description: "New Venolo's product, super thin and super fast laptop!"
            }
        ];

        $httpBackend.expectGET('/products.json').respond(200, products);

        ProductsService
            .getProducts()
            .then((products: MyShop.Product[]) => {
                expect(products.length).toEqual(3);
                done();
            })
            .catch((err) => {
                done(err);
            });

        $httpBackend.flush();
    });
});

The getProducts method will be asynchronous so it will return a promise. With such behavior we need to pass done callback to notify our test runner that we have finished all expectations and test case is finished. We also chain our result promise with catch to catch possible exceptions. If such one occurs, we pass it into done parameter to fail our tests.

Since our Product model has no methods for checking properties of its instance, we can't check anything but number of elements returned by getProducts method. We can easily change that just by changing the scope of properties:

    export class Product {
        constructor (public name: string, public price: number, public description: string) {}
    }

Now when all of properties are public we can do another expectations.

expect(products[0].name).toEqual("jPhone");  
expect(products[0].price).toEqual(999.99);  
expect(products[0].description).toEqual("A super modern smartphone!");

// and so on...

done();  

Basically we expect that after retrieving a response from some "products API" we are going to have a collection of Product objects. Of course our tests will fail now because since the beginning of this article our ProductsService has been untouched. Let's move to probably the section you're probably the most interested in.

Injecting dependencies

We need to inject the $http service to fetch our products and $q for promises support. How to do this in our ProductsService? Since it's a POJO class and we know how it's done with pure JavaScript, we can inject it into the constructor. So, we have to implement a constructor with $http and $q services references. We also need to inject our dependencies with $inject static property. Just like we did in the introduction above with JavaScript. Let's those things in our service:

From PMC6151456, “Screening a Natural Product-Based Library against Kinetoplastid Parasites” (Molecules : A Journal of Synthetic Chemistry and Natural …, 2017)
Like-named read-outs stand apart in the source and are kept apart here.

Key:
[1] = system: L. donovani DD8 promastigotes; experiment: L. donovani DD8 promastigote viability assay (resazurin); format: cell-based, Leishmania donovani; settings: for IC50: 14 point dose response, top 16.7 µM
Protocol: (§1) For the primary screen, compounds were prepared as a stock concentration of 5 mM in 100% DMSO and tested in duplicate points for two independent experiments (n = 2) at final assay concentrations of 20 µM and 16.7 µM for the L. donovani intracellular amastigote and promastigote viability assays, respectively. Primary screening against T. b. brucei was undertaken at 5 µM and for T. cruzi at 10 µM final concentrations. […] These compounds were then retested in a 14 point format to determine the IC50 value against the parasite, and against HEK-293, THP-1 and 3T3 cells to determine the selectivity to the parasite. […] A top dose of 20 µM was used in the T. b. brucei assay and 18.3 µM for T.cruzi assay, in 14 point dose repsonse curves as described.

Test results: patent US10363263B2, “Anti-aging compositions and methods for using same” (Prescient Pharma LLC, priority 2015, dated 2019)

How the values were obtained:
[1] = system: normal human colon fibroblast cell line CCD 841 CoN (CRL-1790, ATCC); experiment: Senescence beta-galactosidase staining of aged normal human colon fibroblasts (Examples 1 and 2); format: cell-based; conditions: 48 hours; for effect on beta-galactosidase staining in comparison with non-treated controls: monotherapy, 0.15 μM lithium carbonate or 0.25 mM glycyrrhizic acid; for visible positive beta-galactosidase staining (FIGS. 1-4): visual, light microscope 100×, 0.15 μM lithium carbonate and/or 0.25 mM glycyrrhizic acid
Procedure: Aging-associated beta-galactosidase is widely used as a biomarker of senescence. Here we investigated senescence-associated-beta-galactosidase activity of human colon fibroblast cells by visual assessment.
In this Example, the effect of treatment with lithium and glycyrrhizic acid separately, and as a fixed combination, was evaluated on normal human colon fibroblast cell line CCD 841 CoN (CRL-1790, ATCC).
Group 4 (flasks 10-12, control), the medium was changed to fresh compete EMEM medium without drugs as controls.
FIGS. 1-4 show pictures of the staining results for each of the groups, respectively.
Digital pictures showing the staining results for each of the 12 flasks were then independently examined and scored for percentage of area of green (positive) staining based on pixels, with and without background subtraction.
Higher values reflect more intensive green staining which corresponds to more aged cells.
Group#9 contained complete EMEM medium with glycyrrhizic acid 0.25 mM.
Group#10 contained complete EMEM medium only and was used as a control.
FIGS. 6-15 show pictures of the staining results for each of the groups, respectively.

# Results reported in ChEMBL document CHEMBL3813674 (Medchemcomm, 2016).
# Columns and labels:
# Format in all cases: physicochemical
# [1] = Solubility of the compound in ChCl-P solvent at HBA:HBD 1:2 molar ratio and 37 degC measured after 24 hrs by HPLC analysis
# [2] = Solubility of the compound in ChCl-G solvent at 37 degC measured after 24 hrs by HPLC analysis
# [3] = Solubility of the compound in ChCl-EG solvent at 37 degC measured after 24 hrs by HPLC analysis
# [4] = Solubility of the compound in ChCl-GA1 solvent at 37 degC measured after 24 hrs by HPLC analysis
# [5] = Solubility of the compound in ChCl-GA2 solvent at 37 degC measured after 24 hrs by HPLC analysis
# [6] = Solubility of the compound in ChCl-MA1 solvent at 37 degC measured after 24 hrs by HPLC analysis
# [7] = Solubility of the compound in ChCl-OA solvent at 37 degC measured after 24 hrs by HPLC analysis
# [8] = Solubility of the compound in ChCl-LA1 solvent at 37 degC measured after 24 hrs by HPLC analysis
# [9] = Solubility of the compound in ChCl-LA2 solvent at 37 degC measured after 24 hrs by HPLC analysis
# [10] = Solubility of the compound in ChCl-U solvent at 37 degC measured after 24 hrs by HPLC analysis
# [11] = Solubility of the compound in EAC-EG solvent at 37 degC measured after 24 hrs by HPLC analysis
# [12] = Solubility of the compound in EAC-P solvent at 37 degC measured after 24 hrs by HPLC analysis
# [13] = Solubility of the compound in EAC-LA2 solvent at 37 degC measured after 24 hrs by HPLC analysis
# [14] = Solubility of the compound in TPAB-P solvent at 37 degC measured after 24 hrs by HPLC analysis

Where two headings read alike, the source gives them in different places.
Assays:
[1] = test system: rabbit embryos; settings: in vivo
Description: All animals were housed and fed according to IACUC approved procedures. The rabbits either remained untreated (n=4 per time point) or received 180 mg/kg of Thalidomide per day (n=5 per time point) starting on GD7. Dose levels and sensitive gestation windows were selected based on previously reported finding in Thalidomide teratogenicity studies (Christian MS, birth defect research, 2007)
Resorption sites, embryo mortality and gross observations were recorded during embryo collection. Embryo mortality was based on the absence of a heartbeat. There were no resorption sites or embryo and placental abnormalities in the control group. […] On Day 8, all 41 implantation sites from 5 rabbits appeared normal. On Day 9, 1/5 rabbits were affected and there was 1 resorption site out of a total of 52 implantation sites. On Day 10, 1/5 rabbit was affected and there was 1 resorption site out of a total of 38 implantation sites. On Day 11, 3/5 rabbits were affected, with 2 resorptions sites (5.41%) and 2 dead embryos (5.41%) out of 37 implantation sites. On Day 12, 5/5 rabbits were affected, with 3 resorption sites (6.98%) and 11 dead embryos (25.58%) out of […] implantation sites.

export class ProductsService {
        static $inject = ['$http', '$q'];

        constructor (private $http: ng.IHttpService, private $q: ng.IQService) {}
        // ...
    }

But our tests still fail because we didn't request for our products. Moreover, we expect that promise returned with getProducts method will be resolved with array of Products while our API is going to respond with simple JSON. We need to iterate over the responded products array and create a Product for each of it.

getProducts(): ng.IPromise<Product[]>  
{
    var deferred = this.$q.defer<Product[]>();
    this.$http.get<any[]>('/products.json').then((response) => {
        var products = response.data;
        var result:Product[] = [];

        for (let i = 0, len = products.length; i < len; i++) {
            let product = products[i];
            result.push(new Product(product.name, product.price, product.description));
        }

        deferred.resolve(result);
    });

    return deferred.promise;
}